The Education Secretary Charles Clarke criticised Prince Charles as "old-fashioned" after he said the "learning culture" gave people hope beyond their capabilities.
The Prince of Wales sparked a debate
In a leaked memo, the Prince had complained about a "child-centred system which admits no failure".
Mr Clarke responded by saying it was very important that children were given ambition.
"We can't all be born to be king but we can all have a position where we really can aspire for ourselves and for our families to do the very best that we possibly can and I want to encourage that position," he said.
The comments have sparked an intense debate about the purpose of education - and its strengths and weaknesses - in the UK.
The former chief inspector of schools Chris Woodhead has been very critical of current standards and is understood to have had detailed discussions with the Prince of Wales.
He told BBC Breakfast there was nothing wrong with having ambition - as long as it was realistic and in line with a person's abilities.
"There is nothing wrong with encouraging children but it's wrong and cruel to deceive children with regard to their real abilities.
"The government wants 50% of 18 to 30-year-olds to go to university and there aren't the graduate-status jobs to go with it," he said.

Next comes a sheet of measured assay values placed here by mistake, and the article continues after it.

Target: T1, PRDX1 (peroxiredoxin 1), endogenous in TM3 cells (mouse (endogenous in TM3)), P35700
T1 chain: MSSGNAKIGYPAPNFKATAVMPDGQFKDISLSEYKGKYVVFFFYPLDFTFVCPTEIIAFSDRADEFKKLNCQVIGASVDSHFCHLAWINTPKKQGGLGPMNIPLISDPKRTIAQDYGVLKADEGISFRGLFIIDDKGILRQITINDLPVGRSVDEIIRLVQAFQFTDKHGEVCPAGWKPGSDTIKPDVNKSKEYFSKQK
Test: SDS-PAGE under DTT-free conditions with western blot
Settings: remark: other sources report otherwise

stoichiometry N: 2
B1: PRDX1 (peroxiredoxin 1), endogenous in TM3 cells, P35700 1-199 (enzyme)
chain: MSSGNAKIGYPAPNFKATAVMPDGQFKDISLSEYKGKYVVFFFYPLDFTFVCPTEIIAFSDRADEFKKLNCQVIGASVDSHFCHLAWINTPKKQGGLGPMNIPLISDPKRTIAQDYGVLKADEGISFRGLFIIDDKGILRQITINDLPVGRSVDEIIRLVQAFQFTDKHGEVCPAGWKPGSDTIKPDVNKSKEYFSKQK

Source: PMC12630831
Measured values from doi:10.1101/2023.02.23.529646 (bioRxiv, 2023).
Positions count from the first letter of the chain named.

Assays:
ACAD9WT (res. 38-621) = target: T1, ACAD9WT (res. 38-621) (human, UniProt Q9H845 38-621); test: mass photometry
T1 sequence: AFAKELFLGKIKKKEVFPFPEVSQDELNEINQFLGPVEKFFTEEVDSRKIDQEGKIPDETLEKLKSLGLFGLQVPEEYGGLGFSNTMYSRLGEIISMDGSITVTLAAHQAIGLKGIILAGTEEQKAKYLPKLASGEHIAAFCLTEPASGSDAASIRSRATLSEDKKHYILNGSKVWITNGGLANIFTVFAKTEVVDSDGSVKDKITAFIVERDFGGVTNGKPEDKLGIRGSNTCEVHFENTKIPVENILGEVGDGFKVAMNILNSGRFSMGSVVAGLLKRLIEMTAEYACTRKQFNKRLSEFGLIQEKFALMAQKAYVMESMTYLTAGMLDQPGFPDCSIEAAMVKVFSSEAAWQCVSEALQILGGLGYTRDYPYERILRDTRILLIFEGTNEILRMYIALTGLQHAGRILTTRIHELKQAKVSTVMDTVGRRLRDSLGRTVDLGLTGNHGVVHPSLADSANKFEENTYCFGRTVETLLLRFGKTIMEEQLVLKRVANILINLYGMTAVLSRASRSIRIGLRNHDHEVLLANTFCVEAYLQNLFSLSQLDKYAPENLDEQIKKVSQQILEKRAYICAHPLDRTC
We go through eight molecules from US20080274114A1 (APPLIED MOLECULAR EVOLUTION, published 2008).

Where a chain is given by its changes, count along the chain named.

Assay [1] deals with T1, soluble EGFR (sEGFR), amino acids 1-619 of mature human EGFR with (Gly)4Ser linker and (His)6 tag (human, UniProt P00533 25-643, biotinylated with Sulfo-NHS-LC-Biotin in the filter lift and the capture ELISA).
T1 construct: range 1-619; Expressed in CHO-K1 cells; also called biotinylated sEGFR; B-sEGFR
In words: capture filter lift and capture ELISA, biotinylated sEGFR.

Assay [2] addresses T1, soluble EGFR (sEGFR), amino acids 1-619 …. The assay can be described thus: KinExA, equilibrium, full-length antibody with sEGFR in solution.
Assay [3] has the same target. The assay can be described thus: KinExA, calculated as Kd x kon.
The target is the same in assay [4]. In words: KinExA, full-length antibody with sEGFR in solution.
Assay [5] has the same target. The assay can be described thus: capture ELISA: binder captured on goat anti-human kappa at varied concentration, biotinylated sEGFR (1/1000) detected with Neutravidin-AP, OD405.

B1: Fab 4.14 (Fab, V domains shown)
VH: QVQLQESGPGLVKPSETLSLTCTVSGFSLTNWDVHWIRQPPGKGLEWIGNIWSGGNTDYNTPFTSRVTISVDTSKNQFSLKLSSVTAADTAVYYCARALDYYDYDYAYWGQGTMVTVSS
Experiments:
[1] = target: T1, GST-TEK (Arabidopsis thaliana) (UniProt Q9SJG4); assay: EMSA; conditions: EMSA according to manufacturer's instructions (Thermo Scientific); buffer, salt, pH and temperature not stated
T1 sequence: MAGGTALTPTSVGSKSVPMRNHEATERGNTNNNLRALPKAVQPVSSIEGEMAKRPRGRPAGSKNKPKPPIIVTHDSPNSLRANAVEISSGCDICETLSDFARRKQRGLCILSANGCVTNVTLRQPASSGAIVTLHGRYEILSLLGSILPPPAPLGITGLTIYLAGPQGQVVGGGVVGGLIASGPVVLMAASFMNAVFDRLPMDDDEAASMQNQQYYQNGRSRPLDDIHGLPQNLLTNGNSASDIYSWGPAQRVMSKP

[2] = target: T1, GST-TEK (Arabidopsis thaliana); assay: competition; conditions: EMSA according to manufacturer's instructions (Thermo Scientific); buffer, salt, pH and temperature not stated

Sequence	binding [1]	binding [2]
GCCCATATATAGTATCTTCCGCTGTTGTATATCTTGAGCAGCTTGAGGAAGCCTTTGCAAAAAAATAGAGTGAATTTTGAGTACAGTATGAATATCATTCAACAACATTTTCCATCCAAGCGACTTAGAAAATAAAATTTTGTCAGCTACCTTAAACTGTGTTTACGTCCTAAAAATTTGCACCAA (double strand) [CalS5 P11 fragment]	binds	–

"I'm all for raising expectation and encouragement but there also has to be a good dose of realism."
John Dunford, the general secretary of the Secondary Heads Association backs Charles Clarke's views.
"Prince Charles' views of the world are out of date and he should either ensure that he is well informed or keep quiet on the subject of state education, about which his family have little experience," he said.
"This is a Woodhead view of the world, which does not accord with modern reality."
Earlier this week, Prince Charles had complained that schools were turning out robots, rather than people with inquiring minds.
In a letter read at a conference of the Association of Colleges, he said "teaching and inspiration" had been replaced by "computer-driven modules" based on serving the needs of the economy.
John Brennan, chief executive of the Association of Colleges, seems to have some sympathy for the Prince's views - but only up to a point.
"Education and development is not simply about getting people to become robots but about helping them to be successful in the totality of their lives," he said.
"We have to encourage young people to be ambitious.
"There are elements of both views which I think are right, but what we need to do is find a different way of expressing this in order to help all our young people, not simply to take us into a sterile debate about whether we are too focused on economic issues or neglecting other aspects of young people's development."
The Confederation of British Industry (CBI) says it believes education is letting people down in some areas.
A spokesman said: "Employers are concerned that 50% of the young people they recruit do not have good basic skills in numeracy and literacy.
"A third of employers offer remedial training to compensate for failings in the education system.
"We don't want to get into a row over Prince Charles, but what business wants is youngsters who are literate, numerate and motivated to get on."